According to a study by the mobile-payment application Square, Alaska — the state where the minimum wage for tipped workers is $8.75 an hour — actually tips more than any other state. In Delaware, the state that tips the least, the tipped minimum wage is $2.23.

"Our solution to this problem is simple. We need to support businesses like Mixtape who do right by their employees, and secondly, we need to eliminate the tipped minimum wage. In the seven states that have done away with the two-tiered system, their poverty rates are lower, the restaurant receipts are actually higher, menu prices are not higher, and tipping is even better."

The press conference also marked the launch of Pittsburgh City Councilor Deb Gross' Worker Approved Businesses initiative, which is designed to highlight local businesses "paying family sustaining wages and treating their workers well." 

"It's a part of the essence of Pittsburgh that we're all fighting for. We invest in each other. We are determined to be a community, and that means having a commitment to one another," said Deb Gross. "I hope that all of us will make it a priority to patronize businesses like Mixtape because they are investing in us."

This initiative follows several workers'-rights measures passed by city council, including an effort to promote small businesses that have raised their wages to $10.10 an hour. And last year, Mayor Bill Peduto signed an executive order raising the minimum wage for city employees to $15 an hour over the next six years. 

Last year, council also passed legislation for mandatory paid sick leave, which is currently being challenged in Commonwealth Court by the Pennsylvania Restaurant & Lodging Association. The City of Pittsburgh has until April 11 to file its appeal, and the case is expected to go to trial this summer.

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Posted By on Thu, Mar 24, 2016 at 4:25 PM

click to enlarge "The Puddler" (detail) - PHOTO COURTESY OF RENEE ROSENSTEEL
Photo courtesy of Renee Rosensteel
"The Puddler" (detail)

The Office of Public Art
has always sought to illuminate the art we don't notice in our everyday lives, but its newest guided walking tour takes that literally by examining public art that experiments with light.

Tomorrow's Art Experiments with Light: Downtown Walking Tour covers four works — "Rivers of Light," "168 Lightbulbs," "The Puddler" and "Mix-n-Match."

"Rivers of Light," Jane Haskell's 1984 creation in painted aluminum, neon and glass block, sits inside the Steel Plaza T station at the platform level. The 5,000 square-foot environment plays with splashes of color — including warm hues in the morning and cool shades after dusk — to create the illusion of dancing river waters.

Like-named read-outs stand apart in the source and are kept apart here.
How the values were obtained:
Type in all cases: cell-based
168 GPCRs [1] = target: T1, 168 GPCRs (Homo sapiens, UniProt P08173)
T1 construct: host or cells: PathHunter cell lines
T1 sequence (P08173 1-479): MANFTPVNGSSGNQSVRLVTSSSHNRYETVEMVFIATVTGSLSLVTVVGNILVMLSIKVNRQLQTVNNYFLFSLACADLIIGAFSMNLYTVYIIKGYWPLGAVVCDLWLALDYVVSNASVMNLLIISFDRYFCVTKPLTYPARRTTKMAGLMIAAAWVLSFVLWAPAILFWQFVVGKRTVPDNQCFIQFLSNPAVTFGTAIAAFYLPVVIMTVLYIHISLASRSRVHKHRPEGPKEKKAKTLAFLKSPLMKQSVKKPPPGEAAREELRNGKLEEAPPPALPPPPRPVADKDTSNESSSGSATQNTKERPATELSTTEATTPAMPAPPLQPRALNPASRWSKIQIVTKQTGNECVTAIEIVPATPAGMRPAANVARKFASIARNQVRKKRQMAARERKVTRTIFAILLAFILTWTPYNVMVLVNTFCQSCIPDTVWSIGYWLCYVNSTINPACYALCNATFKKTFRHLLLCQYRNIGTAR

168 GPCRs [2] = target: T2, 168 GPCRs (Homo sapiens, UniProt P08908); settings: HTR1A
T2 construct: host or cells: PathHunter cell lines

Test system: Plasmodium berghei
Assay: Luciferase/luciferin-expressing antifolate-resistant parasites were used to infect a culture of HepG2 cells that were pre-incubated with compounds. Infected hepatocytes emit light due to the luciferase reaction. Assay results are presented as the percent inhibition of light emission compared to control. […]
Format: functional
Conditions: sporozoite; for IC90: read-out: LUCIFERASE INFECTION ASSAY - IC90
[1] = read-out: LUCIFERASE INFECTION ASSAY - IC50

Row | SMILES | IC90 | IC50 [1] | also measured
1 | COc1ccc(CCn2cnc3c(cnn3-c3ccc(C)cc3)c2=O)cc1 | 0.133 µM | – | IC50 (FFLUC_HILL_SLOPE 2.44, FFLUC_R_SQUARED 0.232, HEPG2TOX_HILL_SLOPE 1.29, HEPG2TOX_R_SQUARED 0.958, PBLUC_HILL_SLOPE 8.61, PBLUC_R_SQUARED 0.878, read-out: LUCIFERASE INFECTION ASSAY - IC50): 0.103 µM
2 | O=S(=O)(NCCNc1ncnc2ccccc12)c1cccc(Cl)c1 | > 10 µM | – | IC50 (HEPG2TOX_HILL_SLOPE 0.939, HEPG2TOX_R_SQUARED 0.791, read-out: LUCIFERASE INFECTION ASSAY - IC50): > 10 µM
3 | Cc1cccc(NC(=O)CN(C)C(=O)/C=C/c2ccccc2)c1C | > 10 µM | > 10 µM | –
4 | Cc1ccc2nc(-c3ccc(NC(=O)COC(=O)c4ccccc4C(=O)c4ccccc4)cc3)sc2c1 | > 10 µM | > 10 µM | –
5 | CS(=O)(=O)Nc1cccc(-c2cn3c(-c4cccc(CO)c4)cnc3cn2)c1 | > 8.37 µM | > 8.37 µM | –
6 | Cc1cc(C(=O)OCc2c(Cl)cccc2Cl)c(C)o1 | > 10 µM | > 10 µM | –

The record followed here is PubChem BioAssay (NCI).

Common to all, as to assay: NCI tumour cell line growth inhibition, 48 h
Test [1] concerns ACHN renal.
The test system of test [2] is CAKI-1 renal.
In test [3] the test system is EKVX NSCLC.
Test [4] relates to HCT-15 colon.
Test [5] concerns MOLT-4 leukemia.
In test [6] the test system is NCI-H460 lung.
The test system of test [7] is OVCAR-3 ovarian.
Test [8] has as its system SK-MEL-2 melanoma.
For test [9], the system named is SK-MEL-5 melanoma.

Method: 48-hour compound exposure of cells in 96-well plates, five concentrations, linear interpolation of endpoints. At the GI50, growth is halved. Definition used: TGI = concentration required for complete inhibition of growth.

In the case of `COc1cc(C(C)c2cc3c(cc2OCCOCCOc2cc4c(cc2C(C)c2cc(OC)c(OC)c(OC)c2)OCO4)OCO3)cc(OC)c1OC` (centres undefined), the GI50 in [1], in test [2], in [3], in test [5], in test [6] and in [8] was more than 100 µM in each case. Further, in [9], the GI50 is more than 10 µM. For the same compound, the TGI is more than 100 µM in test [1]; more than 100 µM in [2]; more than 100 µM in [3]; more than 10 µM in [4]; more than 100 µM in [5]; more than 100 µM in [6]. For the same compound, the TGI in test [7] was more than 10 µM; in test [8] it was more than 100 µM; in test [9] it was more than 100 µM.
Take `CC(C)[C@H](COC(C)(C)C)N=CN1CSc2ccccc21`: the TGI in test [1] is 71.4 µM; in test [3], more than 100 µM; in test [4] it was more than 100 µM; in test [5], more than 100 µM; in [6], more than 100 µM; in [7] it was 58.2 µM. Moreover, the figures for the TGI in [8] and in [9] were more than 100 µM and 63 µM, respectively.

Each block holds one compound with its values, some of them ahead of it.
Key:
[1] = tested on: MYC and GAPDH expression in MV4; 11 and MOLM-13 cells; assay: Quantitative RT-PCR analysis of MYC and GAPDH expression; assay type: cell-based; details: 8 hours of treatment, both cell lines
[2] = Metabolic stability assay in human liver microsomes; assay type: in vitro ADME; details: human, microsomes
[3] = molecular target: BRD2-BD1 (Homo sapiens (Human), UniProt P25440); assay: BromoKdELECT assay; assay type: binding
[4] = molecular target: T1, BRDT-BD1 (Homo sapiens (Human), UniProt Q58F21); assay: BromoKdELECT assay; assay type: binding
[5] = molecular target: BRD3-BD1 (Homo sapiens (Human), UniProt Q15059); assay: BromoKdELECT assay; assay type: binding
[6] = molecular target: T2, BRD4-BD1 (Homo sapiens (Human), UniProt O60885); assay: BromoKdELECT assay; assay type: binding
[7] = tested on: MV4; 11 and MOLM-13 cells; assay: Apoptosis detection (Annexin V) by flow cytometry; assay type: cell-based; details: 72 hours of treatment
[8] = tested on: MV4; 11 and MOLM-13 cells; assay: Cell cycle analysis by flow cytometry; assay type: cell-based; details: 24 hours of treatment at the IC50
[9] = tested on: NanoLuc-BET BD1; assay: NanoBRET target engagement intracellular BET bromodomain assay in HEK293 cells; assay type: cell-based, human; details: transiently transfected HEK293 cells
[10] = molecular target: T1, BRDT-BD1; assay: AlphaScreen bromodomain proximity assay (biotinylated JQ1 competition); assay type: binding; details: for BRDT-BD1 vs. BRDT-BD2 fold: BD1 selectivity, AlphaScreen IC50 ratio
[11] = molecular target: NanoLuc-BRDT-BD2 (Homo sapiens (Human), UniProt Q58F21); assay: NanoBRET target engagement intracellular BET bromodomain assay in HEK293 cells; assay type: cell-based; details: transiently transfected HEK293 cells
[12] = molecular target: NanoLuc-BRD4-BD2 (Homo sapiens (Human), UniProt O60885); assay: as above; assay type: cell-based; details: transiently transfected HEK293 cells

Above the entrance to Wood Street Gallery, Jim Campbell's 2001 piece "168 Lightbulbs" displays differing images using alternating light from (yep) 168 bulbs. Some of the representations include people crossing the street, traffic and even the image of Claude Shannon, the father of information technology.

"The Puddler," a work of stained glass built into the facade the 300 Sixth Avenue Building, is more of an urban mystery. While the piece was fabricated by Harriton Carved Glass Company, in 1939, the artist is unknown. The mural depicts a figure puddling steel — or placing iron into a hot furnace then stirring it. The piece is lit up at night and features animated sparks from the hot metal, a tribute to the Steel City.

The newest contribution to Pittsburgh light art, "Mix-n-Match," is the brainchild of Dutch artist Allard van Hoorn. The installation involves a series of LED bulbs laid out in the form of an oversized record-player that light up in tandem with audio tracks incorporating sounds recorded with groups of local residents. (The groups include Downtown street-cleaners and Point Park tap-dance students.) It was incorporated into the heart of Market Square last Friday.

The Office of Public Art's Rachel Klipa will lead the bilingual tour — presented in both English and Spanish.

Art Experiments with Light: Downtown Walking Tour is presented in collaboration with the Office of Public Art, Welcoming Pittsburgh and Café con Leche.

Tickets are $8 in advance and $10 at the door. The tour begins at 7 p.m. tomorrow at the Steel Plaza T station, platform level.

Call 412-391-2060 or visit www.publicartpittsburgh.org to register.

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Posted By on Thu, Mar 24, 2016 at 4:23 PM